Wednesday, December 19, 2018
Challenges to anonymous tip and ‘career offender’ designation fall short
In United States v.McCants, No. 17-3103 (Dec. 18, 2018), the Court rejects a Fourth Amendment challenge to a stop and frisk predicated on an anonymous tip and upholds application of the Sentencing Guidelines’ ‘career offender’ enhancement based on prior New Jersey robbery convictions.
As summarized by Judge Hardiman in an opinion joined by Judges Krause and Bibas, an unknown “caller used the 911 system to report an eyewitness account of domestic violence and provided the officers with a detailed description of the suspect and location, both of which were quickly confirmed by the police.” The tipster reported that a man with braids and a red hat was “out here beating up his girlfriend … really bad right now” near the intersection of Grove and Williams in East Orange. The caller also said “I think he has a gun,” then hung up without identifying herself. Within a minute, an officer had responded to the reported location and spotted a man with dreadlocks and a red hat walking on Grove Street with a woman. The woman showed no sign of injury. Police searched the man and found a handgun, then placed him under arrest and recovered heroin, leading to gun and drug trafficking charges under 18 U.S.C. § 922(g)(1) and 21 U.S.C. § 841(a), (b)(1)(C).
In the course of its Fourth Amendment analysis, the Court reaffirms five factors it has previously articulated for assessing the reliability of anonymous tips, such as whether the information is relayed face-to-face, whether the tipster can be held responsible if allegations turn out to be fabricated, and whether the tip predicts what will follow. Though several of the factors were lacking here, the Court reiterates that “a tip need not bear all the indicia – or even any particular indicium – to supply reasonable suspicion.” In the Court’s view, the tip was less “limited and vague” than the one held to lack sufficient reliability in Florida v. J.L., 529 U.S. 266 (2000), where the caller reported that a young black man in a plaid shirt at a bus stop was carrying a gun. In J.L., the Court states here, “the informant reported significantly fewer details and described potentially innocuous behavior without explaining why the informant thought the subject was committing (or was about to commit) a crime."
The Court also states that the East Orange caller’s use of 911 added to the tip’s reliability under the circumstances, and that proper deference to “law enforcement officers’ experiences and training regarding domestic violence” foreclosed the argument that the woman’s evident lack of injury dispelled reasonable suspicion. For these points the Court draws heavily on Navarette v. California, 572 U.S. 393 (2014), which held an anonymous 911 caller’s report sufficient under the circumstances to establish reasonable suspicion of drunk driving even though police did not observe any erratic driving.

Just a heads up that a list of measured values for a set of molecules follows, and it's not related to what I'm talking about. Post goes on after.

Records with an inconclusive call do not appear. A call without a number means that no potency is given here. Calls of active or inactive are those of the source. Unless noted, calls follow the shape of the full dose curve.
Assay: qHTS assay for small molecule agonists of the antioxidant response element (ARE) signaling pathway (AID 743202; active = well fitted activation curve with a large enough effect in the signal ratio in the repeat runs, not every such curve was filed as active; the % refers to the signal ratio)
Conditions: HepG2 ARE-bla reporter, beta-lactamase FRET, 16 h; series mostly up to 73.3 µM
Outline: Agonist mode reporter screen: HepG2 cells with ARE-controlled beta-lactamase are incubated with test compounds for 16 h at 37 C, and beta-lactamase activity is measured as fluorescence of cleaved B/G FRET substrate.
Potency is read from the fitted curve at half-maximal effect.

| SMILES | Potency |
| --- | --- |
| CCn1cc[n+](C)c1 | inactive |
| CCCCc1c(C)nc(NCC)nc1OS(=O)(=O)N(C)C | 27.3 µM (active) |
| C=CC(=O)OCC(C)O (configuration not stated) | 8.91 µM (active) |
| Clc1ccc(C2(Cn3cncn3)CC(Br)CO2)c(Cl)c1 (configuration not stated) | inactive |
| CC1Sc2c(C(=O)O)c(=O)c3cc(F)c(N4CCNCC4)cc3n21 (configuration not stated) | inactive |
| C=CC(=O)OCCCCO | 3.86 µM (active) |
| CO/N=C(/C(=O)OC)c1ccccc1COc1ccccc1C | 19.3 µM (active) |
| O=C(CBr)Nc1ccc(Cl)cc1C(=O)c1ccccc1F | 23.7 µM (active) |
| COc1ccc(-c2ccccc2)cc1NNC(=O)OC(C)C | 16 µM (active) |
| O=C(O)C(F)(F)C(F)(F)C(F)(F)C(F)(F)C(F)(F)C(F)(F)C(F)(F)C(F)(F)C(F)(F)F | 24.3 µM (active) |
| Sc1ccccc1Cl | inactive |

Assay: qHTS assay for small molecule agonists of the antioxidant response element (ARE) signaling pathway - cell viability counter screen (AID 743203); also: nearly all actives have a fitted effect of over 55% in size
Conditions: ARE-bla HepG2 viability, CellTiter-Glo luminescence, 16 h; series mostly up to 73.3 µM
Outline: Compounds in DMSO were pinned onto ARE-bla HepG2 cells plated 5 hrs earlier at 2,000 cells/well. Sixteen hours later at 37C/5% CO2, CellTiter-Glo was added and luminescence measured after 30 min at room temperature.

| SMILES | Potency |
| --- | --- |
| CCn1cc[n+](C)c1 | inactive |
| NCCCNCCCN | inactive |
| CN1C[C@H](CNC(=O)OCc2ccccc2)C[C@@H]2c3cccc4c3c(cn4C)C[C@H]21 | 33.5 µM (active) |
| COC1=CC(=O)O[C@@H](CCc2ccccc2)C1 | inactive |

On the sentencing challenge, the Court holds N.J. Stat. Ann. § 2C:15-1 “divisible” without citing state decisional law, reading United States v. Peppers, 899 F.3d 211 (3d Cir. 2018), and United States v. Ramos, 892 F.3d 599 (3d Cir. 2018), to make it sufficient that on the face of the statute, each of three disjunctively worded subsections “requires different proof to sustain a second-degree robbery conviction.” Construing transcripts of colloquies from the defendant’s prior cases, the Court determines that he pled guilty to the offense defined by subsection (a)(2) of the statute, which is violated when a person, in the course of committing a theft, “[t]hreatens another with or purposely puts him in fear of immediate bodily injury.”
This definition is a categorical match for a “crime of violence” under the career offender guideline at U.S.S.G. § 4B1.2(a) on each of two analyses, the Court concludes. On the rationale of United States v. Chapman, 866 F.3d 129 (3d Cir. 2017), the requirement that the defendant intentionally place another in fear of physical pain or injury means the offense “has as an element the use, attempted use, or threatened use of physical force against the person of another.” Alternatively, the requirement that the defendant threaten bodily injury means the offense involves more than “de minimis force,” rendering it within the scope of “robbery” as that term is generically used in the guideline to enumerate one type of qualifying predicate.
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